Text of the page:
the color and markings of the Dalmatian as giving it a distinct character and are properly very highly valued. He says the body must be pure white, single black hairs, running through the ground col- or giving a grayish hue are considered a very serious fault. Th e purer and bright the white, the better the black and liver spots look by contrast. Th e color of the spots should be pure black, blue-black or rich reddish liver. He mentions that the handsomest dogs are the tri-colors, with black spots on the body and bright, back or the rear legs, inside the front of the thighs and sometimes under and on the sides of the jaws. Of course, these tri-col- ors and blue-blacks are a disqualification under today’s standard. Dalziel men- tions that some of the earlier winners had distinctly tanned faces, but those and black patches were even then (1889) objectionable, “although less so than the dark ridge of conglomerated spots that often runs down the back.” Th e more distinct and clearly defined spots at this time were the best. Th e size of the spots desired then was the same as today, and the rounder the better. He mentioned that the larger ones generally ran into each other and when too small they gave a freckled (ticking) appearance. Dalziel, in speaking of colors of the Pointer, says that there is no preference, just whatever is in fashion. “A predomi- nance of white has been thought to be best because it assists the sportsman in detecting the whereabouts of his dog in high cover.” Walsh in 1867 and Dalziel in 1879 have similar descriptions of the Dalmatian. Th ey both mention that the Dalmatian head is similar to the head of the Pointer, but without the Pointer exaggeration. Th e Dalmatian’s head is of fair length, flat skull, proportionally broad between the eyes and moderately defined at the
temples. Th e markings on the head should be smaller than the body markings. Patches on the head, or anywhere else, are disqualifications. Th e Pointer skull is of medium width, approximately as wide as the length of the muzzle, giving the impression of length rather than width. Th e Dalmatian standard mentions nothing about the stop, but states the head should not be a straight line from the occiput to the nose as required in the Bull Terrier. At one time, it was believed that the Bull Terrier was introduced into the breed of the early Dalmatian. Th e desired characteristic of type in the Bull Terrier is undesirable in the Dalmatian head, once again placing emphasis on making the Dalmatian an individual breed on its own. Th e Pointer should have cheeks that are cleanly chiseled and should have a slightly furrow between the eyes with a pronounced stop. From the stop forward, the muzzle should be good length with the nasal bone so formed that the nose is slightly higher than where the muzzle meets the stop. Th is describes a “dish face.” Th e dish face is desirable in the Pointer, but not in the Dalmatian. Par- allel planes of the muzzle and skull are also desirable. In the Pointer, the muzzle should be deep without excessive flews. Th e Dalmatian’s eyes are set moder- ately wide apart, round and medium in size. Th ey should be sparkling with an intelligent expression. Th e color of the eyes depends upon the color of the dog. Th e black-spotted should be black, brown or blue. Th e liver-spotted should be gold- en, light brown or blue. Lack of pigment around the eyes is a major fault. Th e Pointer’s eyes are of ample size, rounded and intense. Eye color should be dark in contrast with the color or the markings, the dark the better.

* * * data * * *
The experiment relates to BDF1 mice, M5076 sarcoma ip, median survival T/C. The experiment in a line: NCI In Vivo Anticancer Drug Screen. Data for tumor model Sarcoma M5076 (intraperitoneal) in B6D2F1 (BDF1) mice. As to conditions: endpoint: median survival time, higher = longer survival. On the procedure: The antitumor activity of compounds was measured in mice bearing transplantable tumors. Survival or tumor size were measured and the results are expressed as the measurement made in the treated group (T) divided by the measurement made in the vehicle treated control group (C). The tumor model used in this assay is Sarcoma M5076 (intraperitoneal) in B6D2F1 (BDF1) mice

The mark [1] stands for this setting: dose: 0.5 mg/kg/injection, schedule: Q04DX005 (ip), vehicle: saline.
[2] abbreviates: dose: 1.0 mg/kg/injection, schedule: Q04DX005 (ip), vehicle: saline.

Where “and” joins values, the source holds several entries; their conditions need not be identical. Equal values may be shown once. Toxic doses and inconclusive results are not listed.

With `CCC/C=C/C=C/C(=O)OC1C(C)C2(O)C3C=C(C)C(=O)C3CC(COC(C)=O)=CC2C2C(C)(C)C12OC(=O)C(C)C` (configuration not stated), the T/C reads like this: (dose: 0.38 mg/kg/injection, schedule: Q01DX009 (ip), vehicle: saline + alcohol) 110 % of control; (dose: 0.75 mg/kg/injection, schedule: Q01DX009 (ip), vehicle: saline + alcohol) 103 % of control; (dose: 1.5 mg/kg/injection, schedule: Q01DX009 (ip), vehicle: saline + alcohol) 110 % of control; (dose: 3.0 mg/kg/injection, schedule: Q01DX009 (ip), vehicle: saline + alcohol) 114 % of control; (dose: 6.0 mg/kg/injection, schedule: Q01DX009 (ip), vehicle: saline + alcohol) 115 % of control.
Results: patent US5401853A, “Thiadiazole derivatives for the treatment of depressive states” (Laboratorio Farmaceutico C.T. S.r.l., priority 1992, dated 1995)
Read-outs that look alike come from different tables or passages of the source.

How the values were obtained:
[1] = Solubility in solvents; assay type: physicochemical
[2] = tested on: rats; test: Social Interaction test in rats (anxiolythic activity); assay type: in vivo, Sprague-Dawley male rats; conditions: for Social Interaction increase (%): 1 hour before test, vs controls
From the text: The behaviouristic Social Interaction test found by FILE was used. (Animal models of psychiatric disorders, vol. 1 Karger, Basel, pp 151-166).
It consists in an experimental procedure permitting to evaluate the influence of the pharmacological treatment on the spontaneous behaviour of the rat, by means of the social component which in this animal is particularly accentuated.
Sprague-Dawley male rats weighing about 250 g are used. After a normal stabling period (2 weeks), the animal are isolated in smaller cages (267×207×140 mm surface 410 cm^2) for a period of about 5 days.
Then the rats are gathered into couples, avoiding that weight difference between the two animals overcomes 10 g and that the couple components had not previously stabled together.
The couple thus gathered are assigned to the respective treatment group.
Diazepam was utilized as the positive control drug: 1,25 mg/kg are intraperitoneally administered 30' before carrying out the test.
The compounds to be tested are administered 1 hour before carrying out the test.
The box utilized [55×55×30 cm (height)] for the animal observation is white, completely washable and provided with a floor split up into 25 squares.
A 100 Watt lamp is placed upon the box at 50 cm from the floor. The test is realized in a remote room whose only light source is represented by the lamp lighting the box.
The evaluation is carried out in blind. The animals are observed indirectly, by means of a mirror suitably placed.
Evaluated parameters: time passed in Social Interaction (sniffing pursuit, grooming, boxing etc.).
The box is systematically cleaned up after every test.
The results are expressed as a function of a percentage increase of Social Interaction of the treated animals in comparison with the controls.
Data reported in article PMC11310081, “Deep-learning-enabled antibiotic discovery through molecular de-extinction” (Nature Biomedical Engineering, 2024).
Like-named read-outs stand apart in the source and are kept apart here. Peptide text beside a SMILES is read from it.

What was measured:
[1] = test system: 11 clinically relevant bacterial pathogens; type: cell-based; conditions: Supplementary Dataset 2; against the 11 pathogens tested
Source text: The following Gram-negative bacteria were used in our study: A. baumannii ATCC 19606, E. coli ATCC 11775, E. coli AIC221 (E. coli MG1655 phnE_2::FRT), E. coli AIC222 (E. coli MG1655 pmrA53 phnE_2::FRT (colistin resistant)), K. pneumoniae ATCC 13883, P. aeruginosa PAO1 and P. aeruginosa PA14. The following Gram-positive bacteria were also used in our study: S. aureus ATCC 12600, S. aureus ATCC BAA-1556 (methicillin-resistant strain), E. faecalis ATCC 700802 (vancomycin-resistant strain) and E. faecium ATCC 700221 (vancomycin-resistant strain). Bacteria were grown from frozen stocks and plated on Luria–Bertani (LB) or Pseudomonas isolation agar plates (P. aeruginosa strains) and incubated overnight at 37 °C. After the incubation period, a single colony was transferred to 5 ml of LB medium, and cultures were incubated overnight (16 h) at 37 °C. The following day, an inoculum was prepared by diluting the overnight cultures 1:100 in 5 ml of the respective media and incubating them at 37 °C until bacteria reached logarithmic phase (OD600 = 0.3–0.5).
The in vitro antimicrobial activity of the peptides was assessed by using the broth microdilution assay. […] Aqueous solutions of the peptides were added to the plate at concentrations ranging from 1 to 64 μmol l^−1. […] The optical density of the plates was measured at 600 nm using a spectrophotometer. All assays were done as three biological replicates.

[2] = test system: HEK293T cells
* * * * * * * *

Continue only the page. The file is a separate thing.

Th e Dalmatian’s ears are set rather high, but not at the top of the head; wide at the base and tapering to a rounded point; carried close to the head, thin and fine in texture. Th ey should not be set low, long or folding. Th e markings on the ears must be smaller than the body mark- ings. A patch on the ear is a disqualifi- cation. Spotted ears are desired, but very di ffi cult to get. Th ey generally go with a lightly marked dog. The desired Pointer ear is set on at eye level. When hanging naturally, the tip should reach just below the lower jaw and close to the head, with little or no folding. They should be pointed at the tip, not rounded, and thin and soft in texture. Th e Dalmatian’s nose must always be self-colored, never butterfly or flesh-col- ored, which is a major fault. In the darker-colored Pointers, the nose should be black or brown; in the lighter colors, it may be lighter or flesh colored. So we see that many of the desirable colors and markings in the Dalmatian are permissible in the Pointer, such as lemons, patches of color and tickings. Once again, the Dalmatian is distinct in his markings, which are a very important characteristic of the breed. ABOUT THE AUTHOR Wendell Sammet © AKC
is arguably one of the most respected breeders, exhibitors, and dog men in the history of our sport,
with impact spanning numerous breeds and with a list of fans and friends that is long and impressive. Wendell is co-author of “ Th e Joy of Breeding Your Own Show Dog” (Howell Book House) and was named AKC Breeder of the Year in 2002.
“[DALZIEL] DESCRIBES THE COLOR AND MARKINGS OF THE DALMATIAN AS GIVING IT A DISTINCT CHARACTER AND ARE PROPERLY VERY HIGHLY VALUED.”
222 • S HOW S IGHT M AGAZINE , S EPTEMBER 2014
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